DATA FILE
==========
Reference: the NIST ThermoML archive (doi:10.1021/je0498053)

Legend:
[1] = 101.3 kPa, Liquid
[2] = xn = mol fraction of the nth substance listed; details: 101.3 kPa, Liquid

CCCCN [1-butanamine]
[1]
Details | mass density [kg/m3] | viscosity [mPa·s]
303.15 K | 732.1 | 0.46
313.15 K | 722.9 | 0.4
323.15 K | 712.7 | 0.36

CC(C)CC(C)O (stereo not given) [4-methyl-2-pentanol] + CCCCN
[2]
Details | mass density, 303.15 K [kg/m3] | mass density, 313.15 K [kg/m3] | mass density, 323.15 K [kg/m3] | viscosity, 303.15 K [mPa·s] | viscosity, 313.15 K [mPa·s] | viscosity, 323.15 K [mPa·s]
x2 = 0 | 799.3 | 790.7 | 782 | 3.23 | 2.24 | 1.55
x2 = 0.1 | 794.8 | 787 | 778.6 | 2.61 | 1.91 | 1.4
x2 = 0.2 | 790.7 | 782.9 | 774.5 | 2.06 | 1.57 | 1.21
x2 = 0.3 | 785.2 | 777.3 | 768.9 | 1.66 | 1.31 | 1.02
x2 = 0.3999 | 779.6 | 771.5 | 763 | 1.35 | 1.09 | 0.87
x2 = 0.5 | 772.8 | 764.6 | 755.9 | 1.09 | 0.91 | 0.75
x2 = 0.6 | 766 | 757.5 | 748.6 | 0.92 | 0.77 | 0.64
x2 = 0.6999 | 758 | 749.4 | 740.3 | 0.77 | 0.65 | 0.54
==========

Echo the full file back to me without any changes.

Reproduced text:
Reference: the NIST ThermoML archive (doi:10.1021/je0498053)

Legend:
[1] = 101.3 kPa, Liquid
[2] = xn = mol fraction of the nth substance listed; details: 101.3 kPa, Liquid

CCCCN [1-butanamine]
[1]
Details | mass density [kg/m3] | viscosity [mPa·s]
303.15 K | 732.1 | 0.46
313.15 K | 722.9 | 0.4
323.15 K | 712.7 | 0.36

CC(C)CC(C)O (stereo not given) [4-methyl-2-pentanol] + CCCCN
[2]
Details | mass density, 303.15 K [kg/m3] | mass density, 313.15 K [kg/m3] | mass density, 323.15 K [kg/m3] | viscosity, 303.15 K [mPa·s] | viscosity, 313.15 K [mPa·s] | viscosity, 323.15 K [mPa·s]
x2 = 0 | 799.3 | 790.7 | 782 | 3.23 | 2.24 | 1.55
x2 = 0.1 | 794.8 | 787 | 778.6 | 2.61 | 1.91 | 1.4
x2 = 0.2 | 790.7 | 782.9 | 774.5 | 2.06 | 1.57 | 1.21
x2 = 0.3 | 785.2 | 777.3 | 768.9 | 1.66 | 1.31 | 1.02
x2 = 0.3999 | 779.6 | 771.5 | 763 | 1.35 | 1.09 | 0.87
x2 = 0.5 | 772.8 | 764.6 | 755.9 | 1.09 | 0.91 | 0.75
x2 = 0.6 | 766 | 757.5 | 748.6 | 0.92 | 0.77 | 0.64
x2 = 0.6999 | 758 | 749.4 | 740.3 | 0.77 | 0.65 | 0.54